But surely expressing or arousing hatred cannot be sufficient either, when it is so easy for one group of individuals to feel hatred towards another, just because they are there and making a noise about everything that is important to them? It is all too subjective.

Clearly, there has to be more to it than that. I think it must also come down to whether belonging to a particular group has been challenged or criticised in a way that is contrary to that group’s integrity, or contrary to historical fact.

This would never constitute a definition in its own right, of course, but it would help sharpen up our understanding of what is permissible and what isn’t in a more objective context, provided we can be historically accurate in our assessment!

And whilst this would legally permit certain forms of behaviour to continue, and certain types of song to be sung at football matches, the appropriateness of doing so must nonetheless be assessed against the wishes and expectations of the club they represent – that should always be a key consideration.

It is fairly obvious to me that not every song or action that arouses anger, hatred or annoyance in ill-informed minds is in fact offensive. It is too easy to blame the wrong people here. Not everyone will think the same way about this, but perhaps it is the irrational response that ought to be criminalised in these cases, rather than the initial behaviour.

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Are Anti-Sectarian Initiatives Counter-Productive?

Congratulations to Larkhall for being the first town in Scotland to receive the ‘Champion for Change’ charter mark by Nil By Mouth, in recognition of its work to tackle sectarianism in the community.

Local schools, community groups and Church Leaders worked together to promote sporting initiatives and creative projects aimed at encouraging tolerance and understanding between different religious and faith groups.

Without wanting to detract from the very good intentions, the enormous effort and hard work involved in bringing people together through anti-sectarian initiatives like this, it is worth sounding a quick note of caution.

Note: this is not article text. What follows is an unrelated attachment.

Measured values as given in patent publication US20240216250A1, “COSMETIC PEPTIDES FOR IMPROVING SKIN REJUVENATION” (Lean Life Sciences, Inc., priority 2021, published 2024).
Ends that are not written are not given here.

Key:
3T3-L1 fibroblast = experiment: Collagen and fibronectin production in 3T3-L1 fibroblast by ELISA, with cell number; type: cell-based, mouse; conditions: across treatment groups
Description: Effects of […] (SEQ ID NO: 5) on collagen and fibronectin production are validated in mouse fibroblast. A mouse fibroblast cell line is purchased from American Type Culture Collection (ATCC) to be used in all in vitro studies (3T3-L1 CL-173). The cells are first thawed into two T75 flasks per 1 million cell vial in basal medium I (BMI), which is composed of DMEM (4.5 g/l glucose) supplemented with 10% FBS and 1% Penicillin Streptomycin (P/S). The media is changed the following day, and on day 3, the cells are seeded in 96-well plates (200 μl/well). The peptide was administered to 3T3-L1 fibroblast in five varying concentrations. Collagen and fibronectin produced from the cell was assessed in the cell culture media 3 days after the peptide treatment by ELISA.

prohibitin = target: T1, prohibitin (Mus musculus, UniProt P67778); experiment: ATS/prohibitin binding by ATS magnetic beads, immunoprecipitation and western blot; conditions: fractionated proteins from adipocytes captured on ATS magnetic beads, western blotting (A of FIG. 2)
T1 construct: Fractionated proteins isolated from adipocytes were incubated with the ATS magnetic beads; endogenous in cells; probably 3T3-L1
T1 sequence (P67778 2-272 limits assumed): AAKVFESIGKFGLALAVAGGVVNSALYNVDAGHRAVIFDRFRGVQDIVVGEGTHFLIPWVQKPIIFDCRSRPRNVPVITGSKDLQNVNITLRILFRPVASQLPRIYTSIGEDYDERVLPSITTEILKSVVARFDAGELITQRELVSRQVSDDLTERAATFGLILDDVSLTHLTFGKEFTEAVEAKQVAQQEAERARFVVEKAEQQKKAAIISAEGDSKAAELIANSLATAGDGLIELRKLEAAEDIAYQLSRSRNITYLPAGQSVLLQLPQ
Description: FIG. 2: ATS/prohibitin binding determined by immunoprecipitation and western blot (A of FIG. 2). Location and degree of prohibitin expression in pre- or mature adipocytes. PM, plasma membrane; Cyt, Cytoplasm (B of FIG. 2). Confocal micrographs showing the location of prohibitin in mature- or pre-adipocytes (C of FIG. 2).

A curious thing about the very idea of anti-sectarian initiatives is that, apart from the fact that many of us seem to lack agreement with regards to what ‘sectarian’ actually means, potentially diluting their effectiveness, such initiatives could also have the unintended effect of reinforcing existing divisions in our thinking.

This is what I mean: anti-sectarian initiatives are designed to educate us towards a better understanding of other people’s differences, typically in respect of certain ‘protected characteristics’ as referred to within the UK Equality Act 2010, such as religious and theological beliefs.

But the very act of focusing on such differences as constituting a protected feature of groups of individuals, who live ordinary lives just like everyone else, risks elevating religious differences to a defining status in the relationships we form with them.

The upshot is that rather than religious differences not figuring in our thinking as salient and distinguishing features at all, which is what we should be aiming for, there is a risk that religious differences become features that we need to learn how to constructively manage in our relationships.

There is something wrong with this.

As soon as we begin to think of others as being of a certain religion, and start to see them as being different from us in virtue of their beliefs, but to be respected and tolerated nonetheless, we are already heading in a direction in which we need to tread very carefully.

It is as if ‘being different from ours’ were one of the defining characteristics of their religious beliefs, such that we could not think of them and their beliefs without thinking about how they were necessarily different, and it is as if our moral duty were then to find a way of ‘tolerating’ that fact.

To talk of ‘tolerating’ other religious beliefs suggests that there is something we find offensive about them, almost as if we are talking about keeping a lid on our anger whilst we tolerate someone else’s annoying habits.

The implication is already built in that their beliefs irritate us somehow.

Eventually the lid will come off again. And it won’t come as a big surprise.

We are thinking about this in the wrong way.

That is exactly why those responsible for developing anti-sectarian initiatives need to be very careful not to frame the initiatives in such a manner that they either become ineffective, by working with poorly defined terms in the first place, or become counter-productive, by unwittingly reinforcing existing divisions in our thinking.

Otherwise, we are in danger of making the very same errors the initiatives were designed to avoid, with the message of hope – and the opportunity to bring about real change – completely lost.